Pope John Paul Named In Lawsuits

The scandal over abusive priests and the Roman Catholic Church took a new turn today, with alleged victims in Florida and Oregon filing two separate lawsuits naming Pope John Paul II and the Vatican with conspiring to hide the priests they say molested them.

The lawsuits were filed by Minnesota-based attorney Jeffrey Anderson, of the firm Reinhardt and Anderson. Anderson, who has represented more than 400 alleged victims in lawsuits against church officials, did not name the plaintiff in the Portland, Ore., case.

In St. Petersburg, Fla., a tearful Rick Gomez told reporters on Wednesday how he was repeatedly molested by the Rev. William Burke in 1987. Gomez's lawsuit names the Holy See, the St. Petersburg diocese, Father Burke and his religious order, the Salesian Society.

Gomez, who now lives in California, claims that he was a 14-year-old student at a Tampa Catholic school when Father William Burke fondled him and engaged him in sexual acts on more than 30 occasions. Tampa is part of the St. Petersburg diocese.

In the documents and at the press conference, Gomez says he waited until he and his mother had moved to New Jersey in 1989 before telling her what had happened. She went to local police who contacted law-enforcement authorities in Tampa. Tampa police attempted to question Burke at the school, but were initially told to come back, according to the documents. When police did return, school officials told them that Burke had left the state. "They basically said, 'you want him, go find him'," says Tom McGowan, one of Gomez's attorneys.

Gomez claims in his lawsuit that the church hid Burke in New Jersey to avoid prosecution and public scandal. "It's been in the front of my mind every day since it [the molestation] happened," says Gomez. He further claims that the Catholic Church played a role in his molestation because it allowed Burke to remain at the Tampa school, Mary Help of Christians, after previous claims of sexual molestation involving other students had been reported to the church. According to the suit, an earlier case was settled for an unknown sum. Burke's current whereabouts are unknown.

This is the first time Anderson has named the pope in any lawsuit. The lawyer, who began representing plaintiffs in abuse actions against the church in the 1980s, says the two lawsuits naming the Vatican are the result of years of legal work. According to Anderson, the pope has issued a Latin directive to bishops to keep secret their records of any sexual misconduct charges against priests. "Every road leads to the Vatican," says Anderson.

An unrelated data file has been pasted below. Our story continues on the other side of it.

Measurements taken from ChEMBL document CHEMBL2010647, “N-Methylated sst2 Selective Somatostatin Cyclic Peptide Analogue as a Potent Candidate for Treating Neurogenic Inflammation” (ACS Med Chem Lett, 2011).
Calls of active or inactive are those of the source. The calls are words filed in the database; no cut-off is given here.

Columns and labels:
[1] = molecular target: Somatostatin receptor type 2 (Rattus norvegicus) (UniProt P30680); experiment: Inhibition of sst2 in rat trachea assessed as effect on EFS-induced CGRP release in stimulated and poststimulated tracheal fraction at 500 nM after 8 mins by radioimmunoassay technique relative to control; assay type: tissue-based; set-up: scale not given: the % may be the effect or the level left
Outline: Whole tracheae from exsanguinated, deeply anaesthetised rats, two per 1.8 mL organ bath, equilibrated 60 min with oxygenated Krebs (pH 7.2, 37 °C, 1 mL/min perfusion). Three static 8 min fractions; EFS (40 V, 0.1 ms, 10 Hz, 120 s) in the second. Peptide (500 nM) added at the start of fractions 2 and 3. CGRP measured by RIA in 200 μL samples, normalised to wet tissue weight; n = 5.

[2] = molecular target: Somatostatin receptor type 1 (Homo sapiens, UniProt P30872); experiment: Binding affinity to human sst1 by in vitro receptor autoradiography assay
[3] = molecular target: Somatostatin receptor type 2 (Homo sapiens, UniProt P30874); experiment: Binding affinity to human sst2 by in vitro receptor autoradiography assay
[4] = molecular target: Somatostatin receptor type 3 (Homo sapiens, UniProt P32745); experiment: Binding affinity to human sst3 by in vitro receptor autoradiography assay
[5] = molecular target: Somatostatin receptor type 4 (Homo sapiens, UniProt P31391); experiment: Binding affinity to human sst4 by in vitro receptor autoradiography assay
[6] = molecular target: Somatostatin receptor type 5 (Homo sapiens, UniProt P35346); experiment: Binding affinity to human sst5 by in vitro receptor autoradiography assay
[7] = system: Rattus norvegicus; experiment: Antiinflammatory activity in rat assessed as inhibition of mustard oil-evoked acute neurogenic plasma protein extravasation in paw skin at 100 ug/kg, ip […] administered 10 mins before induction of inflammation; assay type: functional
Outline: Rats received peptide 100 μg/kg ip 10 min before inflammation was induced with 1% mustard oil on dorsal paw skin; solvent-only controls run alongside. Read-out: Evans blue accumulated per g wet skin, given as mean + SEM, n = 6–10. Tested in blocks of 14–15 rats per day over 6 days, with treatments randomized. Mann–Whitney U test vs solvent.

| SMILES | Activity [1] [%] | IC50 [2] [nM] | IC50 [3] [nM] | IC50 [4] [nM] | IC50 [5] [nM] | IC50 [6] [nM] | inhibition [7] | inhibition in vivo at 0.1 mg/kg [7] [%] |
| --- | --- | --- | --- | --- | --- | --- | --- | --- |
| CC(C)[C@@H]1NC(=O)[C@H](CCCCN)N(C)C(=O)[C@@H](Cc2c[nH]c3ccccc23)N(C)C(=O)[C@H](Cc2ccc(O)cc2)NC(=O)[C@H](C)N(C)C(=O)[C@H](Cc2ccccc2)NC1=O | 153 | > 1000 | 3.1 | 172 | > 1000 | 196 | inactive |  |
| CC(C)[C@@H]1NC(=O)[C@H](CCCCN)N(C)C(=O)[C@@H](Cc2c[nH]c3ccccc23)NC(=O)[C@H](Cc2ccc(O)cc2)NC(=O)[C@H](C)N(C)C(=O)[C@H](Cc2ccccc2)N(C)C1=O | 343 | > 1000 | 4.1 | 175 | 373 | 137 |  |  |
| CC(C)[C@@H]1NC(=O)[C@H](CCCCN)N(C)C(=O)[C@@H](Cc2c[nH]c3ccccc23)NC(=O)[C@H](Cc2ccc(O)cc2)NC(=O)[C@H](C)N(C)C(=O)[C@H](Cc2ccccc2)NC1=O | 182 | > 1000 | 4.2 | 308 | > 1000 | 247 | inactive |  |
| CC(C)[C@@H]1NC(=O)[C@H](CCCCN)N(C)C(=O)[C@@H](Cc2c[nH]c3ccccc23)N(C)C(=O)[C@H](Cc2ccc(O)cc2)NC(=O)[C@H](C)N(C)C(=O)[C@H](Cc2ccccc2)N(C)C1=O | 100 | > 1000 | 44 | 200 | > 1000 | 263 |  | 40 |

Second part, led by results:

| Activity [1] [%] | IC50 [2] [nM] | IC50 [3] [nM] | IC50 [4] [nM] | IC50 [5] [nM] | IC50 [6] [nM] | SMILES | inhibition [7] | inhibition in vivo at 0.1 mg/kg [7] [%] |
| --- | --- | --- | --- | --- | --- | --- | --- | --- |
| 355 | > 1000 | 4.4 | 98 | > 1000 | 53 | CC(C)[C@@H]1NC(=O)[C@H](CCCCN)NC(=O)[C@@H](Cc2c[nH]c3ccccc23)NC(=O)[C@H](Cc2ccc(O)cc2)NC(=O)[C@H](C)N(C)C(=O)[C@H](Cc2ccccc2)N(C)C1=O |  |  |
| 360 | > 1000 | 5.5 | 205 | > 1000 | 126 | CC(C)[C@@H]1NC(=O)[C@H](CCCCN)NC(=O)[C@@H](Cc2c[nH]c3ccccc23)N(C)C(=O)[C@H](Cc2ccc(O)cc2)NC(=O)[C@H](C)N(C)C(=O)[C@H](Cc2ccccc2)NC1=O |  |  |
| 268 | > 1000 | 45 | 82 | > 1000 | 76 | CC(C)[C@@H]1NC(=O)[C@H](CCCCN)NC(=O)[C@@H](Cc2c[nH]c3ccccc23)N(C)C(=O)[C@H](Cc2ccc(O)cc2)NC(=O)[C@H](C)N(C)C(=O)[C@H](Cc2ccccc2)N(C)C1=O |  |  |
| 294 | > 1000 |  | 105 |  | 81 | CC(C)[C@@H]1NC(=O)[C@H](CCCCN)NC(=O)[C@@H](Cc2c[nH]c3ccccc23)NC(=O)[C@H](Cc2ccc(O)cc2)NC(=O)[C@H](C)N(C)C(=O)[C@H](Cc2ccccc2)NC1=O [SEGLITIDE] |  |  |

Historically, suits against the pontiff have not been successful because church lawyers have argued that the Vatican is a country with diplomatic immunity. However, this case may test the boundaries of that immunity, McGowan says. "The church is hierarchical," McGowan says. "Nothing can be done without the permission of the bishops and the pope." Gomez's attorneys assert in the suit that this is not the first time the church has moved allegedly abusive priests to avoid prosecution.

Mitchell Garabedian, a Boston lawyer who has won millions of dollars in settlements from the Archdiocese of Boston stemming from allegations of sexual abuse by clergy, says Anderson will have to answer "serious evidentiary questions and jurisdictional issues" to succeed in his case against the Vatican. Garabedian--who is not involved in this case--told NEWSWEEK the lawyer would have to prove both that the pope had authority in these matters and that the alleged victims could sue an independent state. "That's more or less a matter of law," says Garabadian. "You just can't go off and sue Russia."

The St. Petersburg lawsuit comes on the heels of national and international claims of sexual misconduct by numerous priests and complaints that the church has not done enough to prevent them. In St. Petersburg alone, this is the third sexual allegation against the diocese to be made public in the last two weeks. Allegations that Bishop Robert N. Lynch sexually harassed a former diocese spokesman became public two weeks ago--several months after the diocese had settled the matter with a $100,000 payment to the alleged victim. Lynch has since denied the allegations and characterizes the payment as severance pay.

The Diocese of St. Petersburg responded today with a statement arguing that it was wrongly named in the lawsuit because Burke was still a brother--and not yet a priest--at the time of the alleged misconduct. This meant Burke and the school were not under the authority of the diocese at the time, said the statement.

In another development, the society that administers the school issued a separate statement apologizing for its failure to respond to victims' claims. "While we have generally sought to shield other young people from misconduct at the hands of accused Salesians, we have not always done so effectively," said the Very Rev. James Heuser of the Salesian of Don Bosco order. "We have sometimes failed to recognize that the victims have first priority ... We apologize for this further grievous indignity."